Captain Thomas Savery

Captain Thomas Savery

Thomas Savery was a member of a well known family in Devonshire, England and was born in 1650. He was well educated and became a military engineer, with a passion for mechanics and mathematics he spent a lot of time developing various kinds of apparatus and inventing. He constructed a clock, which still remains in the Savery family and is considered an ingenious piece of mechanism.

He invented and patented an arrangement of paddlewheels, driven by a capstan for propelling vessels and endeavoured to sell the idea to the British Admiralty and the Navy board. Savery fitted his apparatus into a small vessel and demonstrated this on the River Thames however it was never adopted by the Navy.

It was after this time that Savery became an inventor of a steam engine. Whether or not Savery was familiar with the work of the Marquis of Worcester is unclear, but it is highly likely that he was, in any case, his engine bears a striking resemblance to Somerset's and there is anecdotal evidence that Savery attempted to destroy documents relating to his designs.

A breakthrough came for Savery when he recognised the need for a mechanism to stop mines and pits from flooding and on 2nd July 1698 he patented a design for the first engine "The Fire Engine" and a working model was then submitted to the Royal Society of London. The engine was ready and testing was undertaken to ensure that it was working to Savery's satisfaction. He then exhibited the engine before King William III at Hampton Court and obtained his patent:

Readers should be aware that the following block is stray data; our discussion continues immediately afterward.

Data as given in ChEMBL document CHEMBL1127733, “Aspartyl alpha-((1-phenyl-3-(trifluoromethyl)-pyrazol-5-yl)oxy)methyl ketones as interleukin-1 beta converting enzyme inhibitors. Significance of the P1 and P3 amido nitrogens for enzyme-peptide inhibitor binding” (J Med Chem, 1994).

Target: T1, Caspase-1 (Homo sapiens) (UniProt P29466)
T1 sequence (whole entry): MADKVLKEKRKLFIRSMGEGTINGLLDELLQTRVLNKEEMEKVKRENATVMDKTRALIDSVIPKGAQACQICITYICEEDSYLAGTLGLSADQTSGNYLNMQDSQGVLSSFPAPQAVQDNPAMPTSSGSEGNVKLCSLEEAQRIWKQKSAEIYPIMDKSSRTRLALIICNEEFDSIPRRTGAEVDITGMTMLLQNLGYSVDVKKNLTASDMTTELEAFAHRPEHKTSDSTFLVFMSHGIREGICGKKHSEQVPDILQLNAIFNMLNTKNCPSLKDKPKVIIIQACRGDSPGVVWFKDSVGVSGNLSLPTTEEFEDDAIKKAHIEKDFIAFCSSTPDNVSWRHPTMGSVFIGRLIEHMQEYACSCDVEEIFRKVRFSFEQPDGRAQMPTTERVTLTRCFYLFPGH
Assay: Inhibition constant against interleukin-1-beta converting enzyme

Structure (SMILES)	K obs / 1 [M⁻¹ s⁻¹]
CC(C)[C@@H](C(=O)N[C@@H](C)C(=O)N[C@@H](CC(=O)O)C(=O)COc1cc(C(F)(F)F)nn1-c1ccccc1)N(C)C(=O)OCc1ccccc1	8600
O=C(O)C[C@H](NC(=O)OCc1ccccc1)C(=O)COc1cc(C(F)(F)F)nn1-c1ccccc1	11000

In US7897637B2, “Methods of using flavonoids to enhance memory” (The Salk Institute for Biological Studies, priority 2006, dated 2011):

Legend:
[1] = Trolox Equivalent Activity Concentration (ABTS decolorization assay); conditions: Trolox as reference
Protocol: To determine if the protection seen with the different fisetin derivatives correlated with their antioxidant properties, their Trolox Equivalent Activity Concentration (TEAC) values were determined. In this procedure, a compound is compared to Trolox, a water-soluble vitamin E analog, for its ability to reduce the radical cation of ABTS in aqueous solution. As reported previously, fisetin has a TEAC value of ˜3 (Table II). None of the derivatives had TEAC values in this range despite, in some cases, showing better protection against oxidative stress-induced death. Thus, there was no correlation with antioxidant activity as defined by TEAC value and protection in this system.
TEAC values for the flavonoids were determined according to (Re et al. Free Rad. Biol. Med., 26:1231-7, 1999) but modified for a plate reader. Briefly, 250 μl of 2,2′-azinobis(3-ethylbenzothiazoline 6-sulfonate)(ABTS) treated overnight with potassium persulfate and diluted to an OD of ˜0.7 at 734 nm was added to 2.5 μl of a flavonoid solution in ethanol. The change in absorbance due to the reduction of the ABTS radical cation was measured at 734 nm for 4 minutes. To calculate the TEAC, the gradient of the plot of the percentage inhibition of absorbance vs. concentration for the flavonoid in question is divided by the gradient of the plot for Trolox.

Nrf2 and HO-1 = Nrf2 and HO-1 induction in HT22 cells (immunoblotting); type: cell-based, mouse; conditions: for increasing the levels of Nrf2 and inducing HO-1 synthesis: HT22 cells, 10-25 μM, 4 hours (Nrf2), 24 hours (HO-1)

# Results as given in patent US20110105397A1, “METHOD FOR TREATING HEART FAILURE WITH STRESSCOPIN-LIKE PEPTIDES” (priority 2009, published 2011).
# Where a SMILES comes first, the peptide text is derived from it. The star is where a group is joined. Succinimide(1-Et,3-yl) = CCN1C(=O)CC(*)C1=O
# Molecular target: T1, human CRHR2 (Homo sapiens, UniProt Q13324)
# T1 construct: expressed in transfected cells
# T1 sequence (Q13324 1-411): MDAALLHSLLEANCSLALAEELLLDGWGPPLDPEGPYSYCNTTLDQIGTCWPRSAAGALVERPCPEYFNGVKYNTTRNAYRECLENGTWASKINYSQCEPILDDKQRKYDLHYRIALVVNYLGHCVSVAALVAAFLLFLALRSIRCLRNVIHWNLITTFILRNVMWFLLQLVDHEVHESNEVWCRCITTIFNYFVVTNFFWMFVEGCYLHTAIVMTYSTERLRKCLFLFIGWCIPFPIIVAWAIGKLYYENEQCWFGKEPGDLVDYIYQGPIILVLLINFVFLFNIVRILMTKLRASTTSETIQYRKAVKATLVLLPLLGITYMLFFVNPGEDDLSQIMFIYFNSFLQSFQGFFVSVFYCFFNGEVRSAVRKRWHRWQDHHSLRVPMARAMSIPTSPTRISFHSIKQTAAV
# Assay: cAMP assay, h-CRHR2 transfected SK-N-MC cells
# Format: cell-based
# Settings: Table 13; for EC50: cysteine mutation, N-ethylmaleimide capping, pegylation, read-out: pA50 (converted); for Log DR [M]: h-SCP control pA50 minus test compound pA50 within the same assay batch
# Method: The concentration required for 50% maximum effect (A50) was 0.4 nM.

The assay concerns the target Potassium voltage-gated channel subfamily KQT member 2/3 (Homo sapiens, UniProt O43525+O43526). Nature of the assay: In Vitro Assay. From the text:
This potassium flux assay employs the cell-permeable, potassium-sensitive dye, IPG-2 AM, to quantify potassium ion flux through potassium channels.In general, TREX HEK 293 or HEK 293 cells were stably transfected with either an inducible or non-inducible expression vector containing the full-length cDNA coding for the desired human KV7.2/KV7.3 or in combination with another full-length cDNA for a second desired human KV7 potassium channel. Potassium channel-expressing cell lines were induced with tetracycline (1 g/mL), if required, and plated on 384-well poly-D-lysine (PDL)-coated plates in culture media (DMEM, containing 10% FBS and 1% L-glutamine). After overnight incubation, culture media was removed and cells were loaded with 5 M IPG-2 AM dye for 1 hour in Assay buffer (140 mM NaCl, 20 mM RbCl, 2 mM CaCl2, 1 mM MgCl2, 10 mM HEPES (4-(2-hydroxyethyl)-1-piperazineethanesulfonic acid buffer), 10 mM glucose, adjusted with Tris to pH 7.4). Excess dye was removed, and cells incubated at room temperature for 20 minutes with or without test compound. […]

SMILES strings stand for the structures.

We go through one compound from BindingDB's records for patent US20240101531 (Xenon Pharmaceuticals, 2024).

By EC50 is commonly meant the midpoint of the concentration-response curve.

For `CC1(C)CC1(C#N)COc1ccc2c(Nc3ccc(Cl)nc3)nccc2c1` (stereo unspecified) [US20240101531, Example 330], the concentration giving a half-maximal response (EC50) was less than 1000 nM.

A grant to Thomas Savery of the sole exercise of a new invention for raising of water, and occasioning motion to all sorts of mill works, by the important force of fire, which will be of great use for draining of mines, serving towns with water and for the working of all sorts of mills to hold for 14 years; with usual clauses.

Savery's engine was made predominantly from non-ferrous metal such as brass, copper and bronze and was assembled from cast or formed parts which were sweated or soldered and riveted together. For the device to operate properly the joints needed to be sealed; a condition not easily achieved in the late 17th century. In the 17th and 18th Century there were no machine tools capable of machining cast iron cylinders of the size and accuracy required.

The patent was extended by an additional 21 years by an Act of parliament which became known as the "Fire Engine Act". Savery's patent covered all engines that raised water by fire and Thomas Newcomen worked in partnership with Thomas Savery to develop the Newcomen Engine within the Savery Patent.

Thomas Saverys "Fire Engine" had produced partial success for the pumping of water from mines which were being drowned out and abandoned. The "Fire Engine" had no heavy moving parts and used a vacuum to suck water into a container and then steam pressure to force water to a height, needing only simple valves to control the action. This was suited for modest lifts but was most impractical for raising water from depths and so failed its stated purpose. However Savery's engine was studied by many men who became engineers because of the inspiration they drew from Savery's experience.

Captain Thomas Savery

The Sunday Times 1990


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